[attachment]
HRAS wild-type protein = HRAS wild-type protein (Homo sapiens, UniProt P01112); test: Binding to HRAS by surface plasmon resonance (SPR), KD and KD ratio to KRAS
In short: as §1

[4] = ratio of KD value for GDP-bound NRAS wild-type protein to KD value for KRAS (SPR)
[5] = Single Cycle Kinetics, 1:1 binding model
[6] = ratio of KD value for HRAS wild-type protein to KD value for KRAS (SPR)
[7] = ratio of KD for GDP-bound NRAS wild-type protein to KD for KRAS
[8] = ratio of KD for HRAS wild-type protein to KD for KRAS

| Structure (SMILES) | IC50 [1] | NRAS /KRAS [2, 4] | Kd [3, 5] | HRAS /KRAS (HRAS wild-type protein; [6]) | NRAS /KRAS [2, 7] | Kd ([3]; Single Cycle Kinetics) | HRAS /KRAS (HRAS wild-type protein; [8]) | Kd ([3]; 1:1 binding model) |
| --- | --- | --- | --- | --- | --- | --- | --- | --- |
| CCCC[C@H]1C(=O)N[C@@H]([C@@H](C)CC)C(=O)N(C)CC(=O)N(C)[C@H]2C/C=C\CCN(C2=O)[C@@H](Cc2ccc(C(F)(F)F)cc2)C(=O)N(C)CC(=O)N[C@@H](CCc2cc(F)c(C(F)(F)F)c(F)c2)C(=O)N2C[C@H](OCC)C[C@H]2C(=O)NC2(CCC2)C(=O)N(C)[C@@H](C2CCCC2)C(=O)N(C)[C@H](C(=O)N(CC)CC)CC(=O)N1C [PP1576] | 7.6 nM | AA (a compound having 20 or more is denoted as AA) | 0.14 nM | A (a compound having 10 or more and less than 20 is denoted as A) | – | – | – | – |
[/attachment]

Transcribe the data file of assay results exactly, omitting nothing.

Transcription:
HRAS wild-type protein = HRAS wild-type protein (Homo sapiens, UniProt P01112); test: Binding to HRAS by surface plasmon resonance (SPR), KD and KD ratio to KRAS
In short: as §1

[4] = ratio of KD value for GDP-bound NRAS wild-type protein to KD value for KRAS (SPR)
[5] = Single Cycle Kinetics, 1:1 binding model
[6] = ratio of KD value for HRAS wild-type protein to KD value for KRAS (SPR)
[7] = ratio of KD for GDP-bound NRAS wild-type protein to KD for KRAS
[8] = ratio of KD for HRAS wild-type protein to KD for KRAS

| Structure (SMILES) | IC50 [1] | NRAS /KRAS [2, 4] | Kd [3, 5] | HRAS /KRAS (HRAS wild-type protein; [6]) | NRAS /KRAS [2, 7] | Kd ([3]; Single Cycle Kinetics) | HRAS /KRAS (HRAS wild-type protein; [8]) | Kd ([3]; 1:1 binding model) |
| --- | --- | --- | --- | --- | --- | --- | --- | --- |
| CCCC[C@H]1C(=O)N[C@@H]([C@@H](C)CC)C(=O)N(C)CC(=O)N(C)[C@H]2C/C=C\CCN(C2=O)[C@@H](Cc2ccc(C(F)(F)F)cc2)C(=O)N(C)CC(=O)N[C@@H](CCc2cc(F)c(C(F)(F)F)c(F)c2)C(=O)N2C[C@H](OCC)C[C@H]2C(=O)NC2(CCC2)C(=O)N(C)[C@@H](C2CCCC2)C(=O)N(C)[C@H](C(=O)N(CC)CC)CC(=O)N1C [PP1576] | 7.6 nM | AA (a compound having 20 or more is denoted as AA) | 0.14 nM | A (a compound having 10 or more and less than 20 is denoted as A) | – | – | – | – |